Project Part 1: Background Research

Due Sunday, October 3 by 11:59pm

For your final project, you will:

  • research a computer security-related topic that interests you (e.g., SQL injection vulnerabilities);
  • demonstrate it using code that you write (e.g., attack code);
  • discuss threats and mitigations using the CIAA framework we’ve discussed (e.g., attack: “missing quote”, defense: “input validation”);
  • and, finally, discuss the cost-benefit tradeoffs that a systems designer should make.

You will present your work in the form of a final research paper, and you will demonstrate your findings to the class in the form of a 10-minute final project presentation at the end of the semester.

But before you get to all of that, we start with something fun and easy: background research. The purpose of this assignment is to scout out potential final project topics.

What to turn in

For this assignment, you should research three different topics. You should turn in a short writeup on the three topics you find. Your writeup must be at least 1000 words. Please use LaTeX for this assignment, and be sure to turn in a .pdf file along with your .tex file.


There are many topics you might choose. At a high level, the most important criterion of your topic is that it be computer-related.

More concretely, many students enjoy researching either vulnerabilities or countermeasures. Although all of you need to write code for your final project, this does not mean that you must implement a system. Proof-of-concept attack code is perfectly acceptable. However, if you want to build a system (e.g., a secure protocol for foo), you may do so; just keep in mind that time is short during a semester, so your implementation should be achievable.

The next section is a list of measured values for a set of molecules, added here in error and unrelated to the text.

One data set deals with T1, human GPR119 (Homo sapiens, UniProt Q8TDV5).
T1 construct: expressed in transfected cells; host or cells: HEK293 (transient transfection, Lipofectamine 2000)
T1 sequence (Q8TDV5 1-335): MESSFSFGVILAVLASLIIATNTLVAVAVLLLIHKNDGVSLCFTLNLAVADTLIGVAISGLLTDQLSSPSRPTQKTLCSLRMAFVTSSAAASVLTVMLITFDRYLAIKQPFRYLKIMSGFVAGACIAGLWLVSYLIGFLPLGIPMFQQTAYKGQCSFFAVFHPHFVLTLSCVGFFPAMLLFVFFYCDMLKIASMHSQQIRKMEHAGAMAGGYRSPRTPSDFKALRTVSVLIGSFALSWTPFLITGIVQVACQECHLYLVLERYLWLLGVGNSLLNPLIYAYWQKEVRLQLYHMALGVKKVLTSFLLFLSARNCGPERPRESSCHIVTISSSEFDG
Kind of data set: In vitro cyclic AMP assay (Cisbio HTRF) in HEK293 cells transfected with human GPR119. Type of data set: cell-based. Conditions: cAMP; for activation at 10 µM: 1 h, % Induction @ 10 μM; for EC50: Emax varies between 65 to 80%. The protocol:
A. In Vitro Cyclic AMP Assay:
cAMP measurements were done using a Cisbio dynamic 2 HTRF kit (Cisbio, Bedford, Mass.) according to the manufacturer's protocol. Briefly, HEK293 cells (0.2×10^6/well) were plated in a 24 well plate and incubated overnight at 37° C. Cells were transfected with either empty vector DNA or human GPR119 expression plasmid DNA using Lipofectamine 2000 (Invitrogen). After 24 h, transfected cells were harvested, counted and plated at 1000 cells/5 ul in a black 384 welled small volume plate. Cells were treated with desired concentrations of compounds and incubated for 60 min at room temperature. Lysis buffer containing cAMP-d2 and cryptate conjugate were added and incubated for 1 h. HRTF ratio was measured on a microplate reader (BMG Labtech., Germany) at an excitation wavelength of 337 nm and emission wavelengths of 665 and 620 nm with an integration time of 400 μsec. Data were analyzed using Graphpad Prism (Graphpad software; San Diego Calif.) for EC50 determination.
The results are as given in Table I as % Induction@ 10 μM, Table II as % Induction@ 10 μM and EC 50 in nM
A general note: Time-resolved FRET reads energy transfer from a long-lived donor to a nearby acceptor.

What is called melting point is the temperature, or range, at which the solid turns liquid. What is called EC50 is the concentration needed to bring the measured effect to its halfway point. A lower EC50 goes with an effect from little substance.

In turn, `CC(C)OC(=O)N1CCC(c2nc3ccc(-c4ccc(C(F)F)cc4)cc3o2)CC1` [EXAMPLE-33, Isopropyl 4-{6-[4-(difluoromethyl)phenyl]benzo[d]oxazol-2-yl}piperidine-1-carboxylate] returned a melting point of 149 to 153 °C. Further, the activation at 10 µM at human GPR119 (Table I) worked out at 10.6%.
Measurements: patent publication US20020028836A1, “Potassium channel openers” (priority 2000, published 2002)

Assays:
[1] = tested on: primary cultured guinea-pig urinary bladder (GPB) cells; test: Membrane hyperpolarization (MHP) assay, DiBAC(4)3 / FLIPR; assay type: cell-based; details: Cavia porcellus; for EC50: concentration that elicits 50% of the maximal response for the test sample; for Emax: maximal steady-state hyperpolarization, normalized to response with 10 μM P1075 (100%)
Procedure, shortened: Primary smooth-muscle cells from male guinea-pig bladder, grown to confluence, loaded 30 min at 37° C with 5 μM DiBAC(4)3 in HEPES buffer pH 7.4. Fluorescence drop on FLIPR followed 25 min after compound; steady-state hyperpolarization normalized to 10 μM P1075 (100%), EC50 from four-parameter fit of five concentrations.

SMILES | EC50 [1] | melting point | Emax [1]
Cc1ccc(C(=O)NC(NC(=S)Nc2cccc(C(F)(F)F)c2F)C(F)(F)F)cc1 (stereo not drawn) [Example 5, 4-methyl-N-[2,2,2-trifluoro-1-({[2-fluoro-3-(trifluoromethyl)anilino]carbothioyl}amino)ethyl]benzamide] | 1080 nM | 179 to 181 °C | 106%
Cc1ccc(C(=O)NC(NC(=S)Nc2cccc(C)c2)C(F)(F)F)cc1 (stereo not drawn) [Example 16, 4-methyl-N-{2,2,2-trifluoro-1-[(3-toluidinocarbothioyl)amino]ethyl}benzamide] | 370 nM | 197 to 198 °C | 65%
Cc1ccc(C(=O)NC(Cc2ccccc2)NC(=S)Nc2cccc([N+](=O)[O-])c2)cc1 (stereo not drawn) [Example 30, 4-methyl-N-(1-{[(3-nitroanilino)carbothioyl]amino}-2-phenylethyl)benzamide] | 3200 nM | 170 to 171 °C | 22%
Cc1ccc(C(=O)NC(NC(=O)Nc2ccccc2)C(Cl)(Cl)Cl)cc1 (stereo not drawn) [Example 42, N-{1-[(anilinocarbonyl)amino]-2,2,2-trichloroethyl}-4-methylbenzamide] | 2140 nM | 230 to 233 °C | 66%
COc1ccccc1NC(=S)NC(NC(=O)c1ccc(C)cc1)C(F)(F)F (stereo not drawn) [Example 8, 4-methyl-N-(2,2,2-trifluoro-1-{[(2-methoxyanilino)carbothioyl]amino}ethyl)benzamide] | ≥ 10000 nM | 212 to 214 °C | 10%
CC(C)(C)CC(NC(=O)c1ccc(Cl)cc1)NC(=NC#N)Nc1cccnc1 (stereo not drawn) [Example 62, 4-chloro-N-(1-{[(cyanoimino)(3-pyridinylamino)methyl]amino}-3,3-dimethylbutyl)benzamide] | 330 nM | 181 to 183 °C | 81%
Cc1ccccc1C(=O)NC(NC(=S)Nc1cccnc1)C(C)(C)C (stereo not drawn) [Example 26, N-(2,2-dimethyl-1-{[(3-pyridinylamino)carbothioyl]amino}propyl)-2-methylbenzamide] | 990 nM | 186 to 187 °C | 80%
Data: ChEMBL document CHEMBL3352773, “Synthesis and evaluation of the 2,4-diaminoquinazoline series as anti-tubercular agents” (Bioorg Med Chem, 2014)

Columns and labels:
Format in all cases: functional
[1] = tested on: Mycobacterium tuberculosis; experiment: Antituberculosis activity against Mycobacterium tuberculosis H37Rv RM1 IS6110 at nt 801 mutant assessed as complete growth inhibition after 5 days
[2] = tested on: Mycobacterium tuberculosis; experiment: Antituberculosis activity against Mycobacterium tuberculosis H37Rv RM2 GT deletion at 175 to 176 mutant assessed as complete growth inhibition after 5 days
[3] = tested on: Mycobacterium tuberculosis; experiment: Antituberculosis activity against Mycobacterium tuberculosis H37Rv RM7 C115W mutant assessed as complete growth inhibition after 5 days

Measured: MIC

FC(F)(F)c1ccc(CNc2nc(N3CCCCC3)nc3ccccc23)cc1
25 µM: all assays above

Finally, although you must do your own research, this does not mean that you must produce novel research. Finding novel vulnerabilities or designing novel countermeasures is generally difficult and time-consuming, and I discourage you from attempting to do so during the semester. Instead, consider learning about and replicating someone else’s work. What makes the project interesting is technical depth: you must eventually produce your own, original code, even if it is inspired by someone else’s.

Where to find interesting topics

There are vast numbers of security vulnerabilities reported each year. In this course, we are not interested in particular instances of attack like this proftpd attack, but rather, the entire category a given attack falls under. For example, the previously mentioned attack is a kind of format string vulnerability. Most of vulnerabilities fall into an already-known class of attack. Understanding classes of attacks facilitates building countermeasures that work for many possible attacks.

Some useful starting points are the Wikipedia page on vulnerabilities and the OWASP Periodic Table of Vulnerabilities. But there are also many other places to look.

There is a great deal of academic research on security vulnerabilities. Popular venues are the USENIX Security Symposium, the IEEE Symposium on Security and Privacy (aka “Oakland”), and the ACM Conference on Computer and Communications Security. The conference proceedings (i.e., papers) for most, if not all, of these conferences should be available via the Williams Library.